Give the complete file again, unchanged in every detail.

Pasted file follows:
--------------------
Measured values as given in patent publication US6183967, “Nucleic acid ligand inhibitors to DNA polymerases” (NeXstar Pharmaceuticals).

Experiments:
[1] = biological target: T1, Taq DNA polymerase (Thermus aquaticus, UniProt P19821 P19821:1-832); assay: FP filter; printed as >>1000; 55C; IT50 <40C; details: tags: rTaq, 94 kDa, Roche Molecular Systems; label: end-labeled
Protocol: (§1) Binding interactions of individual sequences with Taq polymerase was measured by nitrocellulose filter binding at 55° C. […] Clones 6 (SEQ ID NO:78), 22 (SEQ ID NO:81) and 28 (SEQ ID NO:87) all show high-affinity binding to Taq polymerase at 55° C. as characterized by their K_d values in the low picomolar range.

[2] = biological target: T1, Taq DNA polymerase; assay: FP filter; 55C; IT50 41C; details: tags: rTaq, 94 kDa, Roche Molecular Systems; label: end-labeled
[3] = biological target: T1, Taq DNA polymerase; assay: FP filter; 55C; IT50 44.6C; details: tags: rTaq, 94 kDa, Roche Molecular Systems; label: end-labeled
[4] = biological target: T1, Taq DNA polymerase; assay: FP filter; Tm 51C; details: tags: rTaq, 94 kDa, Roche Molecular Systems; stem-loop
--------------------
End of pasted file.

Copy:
Measured values as given in patent publication US6183967, “Nucleic acid ligand inhibitors to DNA polymerases” (NeXstar Pharmaceuticals).

Experiments:
[1] = biological target: T1, Taq DNA polymerase (Thermus aquaticus, UniProt P19821 P19821:1-832); assay: FP filter; printed as >>1000; 55C; IT50 <40C; details: tags: rTaq, 94 kDa, Roche Molecular Systems; label: end-labeled
Protocol: (§1) Binding interactions of individual sequences with Taq polymerase was measured by nitrocellulose filter binding at 55° C. […] Clones 6 (SEQ ID NO:78), 22 (SEQ ID NO:81) and 28 (SEQ ID NO:87) all show high-affinity binding to Taq polymerase at 55° C. as characterized by their K_d values in the low picomolar range.

[2] = biological target: T1, Taq DNA polymerase; assay: FP filter; 55C; IT50 41C; details: tags: rTaq, 94 kDa, Roche Molecular Systems; label: end-labeled
[3] = biological target: T1, Taq DNA polymerase; assay: FP filter; 55C; IT50 44.6C; details: tags: rTaq, 94 kDa, Roche Molecular Systems; label: end-labeled
[4] = biological target: T1, Taq DNA polymerase; assay: FP filter; Tm 51C; details: tags: rTaq, 94 kDa, Roche Molecular Systems; stem-loop